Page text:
“One Last Look” From HAWAII Magazine: Pueo, A Native Hawaiian Owl

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Here’s a blast back to HAWAII Magazine’s 2014 Outdoor Issue and a photo that itself deserves “One Last Look.”

Photo by Jack Wolford.

In the above photo, a native pueo (Hawaiian short-eared owl) rests on a tree branch in central Hawaii Island. An endemic subspecies of the migratory short-eared owl, the rare and elusive pueo can be found on each of the main Hawaiian Islands where some Hawaiian families revere them as aumakua—benign embodiments of an ancestral spirit that appear at opportune times to warn, reprimand or comfort their human ancestors.

For photographer Jack Wolford, who captured this ethereal image featured in our May/June 2014 issue, this particular pueo sighting was deeply significant.

“My grandmother would always have these stories about the pueo and I knew that it was our family’s aumakua,” said Wolford. “I had just returned from the memorial services of a close family member on Maui.” Driving alongside the mist-enshrouded Saddle Road between Mauna Kea and Mauna Loa volcanoes, “the sun was setting and the light was just beautiful.”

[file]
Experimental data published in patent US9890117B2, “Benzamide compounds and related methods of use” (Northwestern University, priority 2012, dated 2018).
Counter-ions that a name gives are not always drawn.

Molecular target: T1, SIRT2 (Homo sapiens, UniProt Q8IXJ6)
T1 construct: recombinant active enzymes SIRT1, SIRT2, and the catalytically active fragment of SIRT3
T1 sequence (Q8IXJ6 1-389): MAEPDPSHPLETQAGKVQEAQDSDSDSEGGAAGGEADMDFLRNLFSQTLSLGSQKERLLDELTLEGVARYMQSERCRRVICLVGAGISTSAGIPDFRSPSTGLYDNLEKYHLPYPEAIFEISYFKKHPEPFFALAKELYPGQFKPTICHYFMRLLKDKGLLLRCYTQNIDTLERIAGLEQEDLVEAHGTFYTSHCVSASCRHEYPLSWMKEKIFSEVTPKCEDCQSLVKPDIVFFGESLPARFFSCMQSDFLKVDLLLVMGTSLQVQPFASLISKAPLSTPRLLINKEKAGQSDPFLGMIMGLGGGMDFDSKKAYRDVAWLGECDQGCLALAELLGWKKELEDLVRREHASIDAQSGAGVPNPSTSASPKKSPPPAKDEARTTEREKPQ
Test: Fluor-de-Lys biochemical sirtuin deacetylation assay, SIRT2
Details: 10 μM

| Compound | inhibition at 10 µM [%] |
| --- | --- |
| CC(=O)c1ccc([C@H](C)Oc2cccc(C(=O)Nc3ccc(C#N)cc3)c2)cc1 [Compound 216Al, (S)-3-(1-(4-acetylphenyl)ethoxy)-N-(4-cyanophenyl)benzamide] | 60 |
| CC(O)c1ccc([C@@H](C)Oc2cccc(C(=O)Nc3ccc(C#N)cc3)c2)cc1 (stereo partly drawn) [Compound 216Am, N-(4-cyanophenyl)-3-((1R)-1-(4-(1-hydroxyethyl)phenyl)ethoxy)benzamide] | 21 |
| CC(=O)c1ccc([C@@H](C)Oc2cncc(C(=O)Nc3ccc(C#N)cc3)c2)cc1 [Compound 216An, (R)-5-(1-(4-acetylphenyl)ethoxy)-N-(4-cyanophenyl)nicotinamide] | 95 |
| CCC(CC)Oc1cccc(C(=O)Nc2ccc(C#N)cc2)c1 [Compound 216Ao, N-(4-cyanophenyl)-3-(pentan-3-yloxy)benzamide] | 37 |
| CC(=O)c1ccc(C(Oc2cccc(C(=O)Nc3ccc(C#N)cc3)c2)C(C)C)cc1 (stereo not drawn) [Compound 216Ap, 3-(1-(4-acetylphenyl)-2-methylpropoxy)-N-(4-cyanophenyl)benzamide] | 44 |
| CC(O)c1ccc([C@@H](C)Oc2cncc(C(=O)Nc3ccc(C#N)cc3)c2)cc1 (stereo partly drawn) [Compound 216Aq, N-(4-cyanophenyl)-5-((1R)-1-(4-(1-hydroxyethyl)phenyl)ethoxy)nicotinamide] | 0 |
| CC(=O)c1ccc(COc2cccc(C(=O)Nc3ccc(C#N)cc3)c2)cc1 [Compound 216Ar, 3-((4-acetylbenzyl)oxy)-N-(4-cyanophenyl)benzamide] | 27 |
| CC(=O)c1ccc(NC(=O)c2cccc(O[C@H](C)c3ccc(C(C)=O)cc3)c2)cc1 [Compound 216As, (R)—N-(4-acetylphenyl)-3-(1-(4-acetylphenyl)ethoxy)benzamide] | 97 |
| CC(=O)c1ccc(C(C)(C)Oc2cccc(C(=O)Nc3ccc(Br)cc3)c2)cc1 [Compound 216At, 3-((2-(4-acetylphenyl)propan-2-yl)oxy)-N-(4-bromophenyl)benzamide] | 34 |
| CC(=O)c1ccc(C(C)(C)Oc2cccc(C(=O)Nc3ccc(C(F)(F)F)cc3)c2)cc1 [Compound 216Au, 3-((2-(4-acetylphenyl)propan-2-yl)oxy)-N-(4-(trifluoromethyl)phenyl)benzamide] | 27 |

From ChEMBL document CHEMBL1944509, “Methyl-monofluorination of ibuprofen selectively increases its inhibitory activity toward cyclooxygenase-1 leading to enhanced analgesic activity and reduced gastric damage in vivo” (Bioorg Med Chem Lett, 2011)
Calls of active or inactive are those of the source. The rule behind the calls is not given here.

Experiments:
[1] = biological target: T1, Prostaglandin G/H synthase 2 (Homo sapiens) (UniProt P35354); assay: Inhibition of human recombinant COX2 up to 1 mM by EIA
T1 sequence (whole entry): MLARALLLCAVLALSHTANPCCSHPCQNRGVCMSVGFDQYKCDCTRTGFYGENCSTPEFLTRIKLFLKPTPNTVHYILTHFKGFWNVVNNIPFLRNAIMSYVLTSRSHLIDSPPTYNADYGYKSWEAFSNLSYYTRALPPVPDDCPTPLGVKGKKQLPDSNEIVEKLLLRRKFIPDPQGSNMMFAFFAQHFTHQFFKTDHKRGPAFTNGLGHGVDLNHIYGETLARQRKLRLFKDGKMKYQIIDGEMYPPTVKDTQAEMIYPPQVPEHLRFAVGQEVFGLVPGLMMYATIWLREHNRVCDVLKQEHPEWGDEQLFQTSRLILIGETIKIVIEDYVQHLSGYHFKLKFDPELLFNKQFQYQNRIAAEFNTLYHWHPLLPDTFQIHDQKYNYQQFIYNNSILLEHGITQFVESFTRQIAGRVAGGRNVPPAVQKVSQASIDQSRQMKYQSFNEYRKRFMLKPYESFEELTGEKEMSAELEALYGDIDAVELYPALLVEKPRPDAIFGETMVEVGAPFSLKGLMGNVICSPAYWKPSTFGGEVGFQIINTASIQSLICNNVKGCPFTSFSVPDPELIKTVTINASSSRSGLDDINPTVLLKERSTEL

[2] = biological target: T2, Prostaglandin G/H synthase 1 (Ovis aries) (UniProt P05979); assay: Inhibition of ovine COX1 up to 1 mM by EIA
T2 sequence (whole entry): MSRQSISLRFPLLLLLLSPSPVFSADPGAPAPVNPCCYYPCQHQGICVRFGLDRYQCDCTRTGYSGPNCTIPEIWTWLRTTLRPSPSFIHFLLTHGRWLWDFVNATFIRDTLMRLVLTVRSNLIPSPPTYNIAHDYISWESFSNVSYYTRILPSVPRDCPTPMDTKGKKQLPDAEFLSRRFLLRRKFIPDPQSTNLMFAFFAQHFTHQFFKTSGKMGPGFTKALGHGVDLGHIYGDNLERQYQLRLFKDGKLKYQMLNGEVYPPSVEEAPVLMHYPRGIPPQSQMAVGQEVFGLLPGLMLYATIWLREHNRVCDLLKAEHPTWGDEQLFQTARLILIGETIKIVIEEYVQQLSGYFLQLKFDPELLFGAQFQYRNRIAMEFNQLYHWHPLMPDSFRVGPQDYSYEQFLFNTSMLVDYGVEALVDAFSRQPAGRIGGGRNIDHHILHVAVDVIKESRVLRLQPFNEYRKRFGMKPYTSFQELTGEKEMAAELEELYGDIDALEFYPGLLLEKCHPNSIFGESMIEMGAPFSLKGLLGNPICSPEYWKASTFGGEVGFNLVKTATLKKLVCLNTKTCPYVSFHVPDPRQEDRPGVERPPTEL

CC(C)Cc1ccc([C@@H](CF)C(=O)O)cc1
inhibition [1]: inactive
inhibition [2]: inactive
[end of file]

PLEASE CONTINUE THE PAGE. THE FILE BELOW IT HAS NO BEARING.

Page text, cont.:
Reminiscing about the life lost, “I came around the corner and there was this bird. It was a heavy-duty thing,” said Wolford. “Not only was I able to pull over and get out of the car, I walked up to the fence and photographed it. It stared at me and stayed there and wasn’t spooked. I was able to get a number of frames off. I walked back to the car and I thought: I can’t believe that just happened.”

But that wasn’t all. A few miles down the road he encountered a pueo again. Perhaps it was another bird, “but I like to think it was the same one,” he said. “It swooped right in front of the windshield and flew two or three large S’s around and above the car. It was a full-on chicken skin moment.”

Lifestyle photographer and frequent Hawaii visitor Jack Wolford grew up in Honduras, the Philippines, Hawaii and California and returns to Hawaii Island several times a year for work and pleasure. Learn more about Jack and his work at jackwolford.com.

Categories: Culture, Hawai‘i Island, In the Magazine